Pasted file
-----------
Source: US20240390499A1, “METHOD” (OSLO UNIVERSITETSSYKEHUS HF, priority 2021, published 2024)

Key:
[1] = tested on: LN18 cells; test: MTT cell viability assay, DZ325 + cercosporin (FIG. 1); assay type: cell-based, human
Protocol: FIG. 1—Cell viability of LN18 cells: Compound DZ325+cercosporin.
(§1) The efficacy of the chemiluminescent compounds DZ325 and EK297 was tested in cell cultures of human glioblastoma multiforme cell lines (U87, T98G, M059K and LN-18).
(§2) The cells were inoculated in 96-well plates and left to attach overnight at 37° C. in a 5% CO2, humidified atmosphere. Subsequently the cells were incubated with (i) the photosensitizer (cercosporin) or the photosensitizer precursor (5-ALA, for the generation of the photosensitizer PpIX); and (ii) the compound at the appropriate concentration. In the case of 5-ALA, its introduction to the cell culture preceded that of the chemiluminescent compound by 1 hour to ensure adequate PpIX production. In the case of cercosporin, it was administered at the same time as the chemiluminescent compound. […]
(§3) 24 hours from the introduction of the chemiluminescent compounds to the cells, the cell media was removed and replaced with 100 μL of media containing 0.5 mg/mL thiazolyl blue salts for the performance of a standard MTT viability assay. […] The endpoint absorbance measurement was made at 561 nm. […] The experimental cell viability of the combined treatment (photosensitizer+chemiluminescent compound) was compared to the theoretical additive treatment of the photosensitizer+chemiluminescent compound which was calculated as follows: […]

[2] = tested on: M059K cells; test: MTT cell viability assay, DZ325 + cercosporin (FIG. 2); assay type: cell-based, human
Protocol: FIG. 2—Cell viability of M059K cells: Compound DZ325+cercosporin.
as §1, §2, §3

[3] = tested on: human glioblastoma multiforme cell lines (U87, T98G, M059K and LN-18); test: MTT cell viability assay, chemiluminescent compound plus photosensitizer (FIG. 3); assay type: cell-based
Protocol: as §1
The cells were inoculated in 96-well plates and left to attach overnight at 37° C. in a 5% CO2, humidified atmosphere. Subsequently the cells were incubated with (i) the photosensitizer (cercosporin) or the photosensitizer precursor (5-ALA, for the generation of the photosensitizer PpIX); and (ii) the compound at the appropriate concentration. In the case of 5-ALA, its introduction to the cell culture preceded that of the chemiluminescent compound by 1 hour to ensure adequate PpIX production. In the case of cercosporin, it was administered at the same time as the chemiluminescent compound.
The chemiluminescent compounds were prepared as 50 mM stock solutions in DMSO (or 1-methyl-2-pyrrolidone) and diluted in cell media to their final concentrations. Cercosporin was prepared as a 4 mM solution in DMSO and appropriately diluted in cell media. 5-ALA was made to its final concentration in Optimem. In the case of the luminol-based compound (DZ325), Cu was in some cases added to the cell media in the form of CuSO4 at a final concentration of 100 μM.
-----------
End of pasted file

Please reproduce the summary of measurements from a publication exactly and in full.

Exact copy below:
Source: US20240390499A1, “METHOD” (OSLO UNIVERSITETSSYKEHUS HF, priority 2021, published 2024)

Key:
[1] = tested on: LN18 cells; test: MTT cell viability assay, DZ325 + cercosporin (FIG. 1); assay type: cell-based, human
Protocol: FIG. 1—Cell viability of LN18 cells: Compound DZ325+cercosporin.
(§1) The efficacy of the chemiluminescent compounds DZ325 and EK297 was tested in cell cultures of human glioblastoma multiforme cell lines (U87, T98G, M059K and LN-18).
(§2) The cells were inoculated in 96-well plates and left to attach overnight at 37° C. in a 5% CO2, humidified atmosphere. Subsequently the cells were incubated with (i) the photosensitizer (cercosporin) or the photosensitizer precursor (5-ALA, for the generation of the photosensitizer PpIX); and (ii) the compound at the appropriate concentration. In the case of 5-ALA, its introduction to the cell culture preceded that of the chemiluminescent compound by 1 hour to ensure adequate PpIX production. In the case of cercosporin, it was administered at the same time as the chemiluminescent compound. […]
(§3) 24 hours from the introduction of the chemiluminescent compounds to the cells, the cell media was removed and replaced with 100 μL of media containing 0.5 mg/mL thiazolyl blue salts for the performance of a standard MTT viability assay. […] The endpoint absorbance measurement was made at 561 nm. […] The experimental cell viability of the combined treatment (photosensitizer+chemiluminescent compound) was compared to the theoretical additive treatment of the photosensitizer+chemiluminescent compound which was calculated as follows: […]

[2] = tested on: M059K cells; test: MTT cell viability assay, DZ325 + cercosporin (FIG. 2); assay type: cell-based, human
Protocol: FIG. 2—Cell viability of M059K cells: Compound DZ325+cercosporin.
as §1, §2, §3

[3] = tested on: human glioblastoma multiforme cell lines (U87, T98G, M059K and LN-18); test: MTT cell viability assay, chemiluminescent compound plus photosensitizer (FIG. 3); assay type: cell-based
Protocol: as §1
The cells were inoculated in 96-well plates and left to attach overnight at 37° C. in a 5% CO2, humidified atmosphere. Subsequently the cells were incubated with (i) the photosensitizer (cercosporin) or the photosensitizer precursor (5-ALA, for the generation of the photosensitizer PpIX); and (ii) the compound at the appropriate concentration. In the case of 5-ALA, its introduction to the cell culture preceded that of the chemiluminescent compound by 1 hour to ensure adequate PpIX production. In the case of cercosporin, it was administered at the same time as the chemiluminescent compound.
The chemiluminescent compounds were prepared as 50 mM stock solutions in DMSO (or 1-methyl-2-pyrrolidone) and diluted in cell media to their final concentrations. Cercosporin was prepared as a 4 mM solution in DMSO and appropriately diluted in cell media. 5-ALA was made to its final concentration in Optimem. In the case of the luminol-based compound (DZ325), Cu was in some cases added to the cell media in the form of CuSO4 at a final concentration of 100 μM.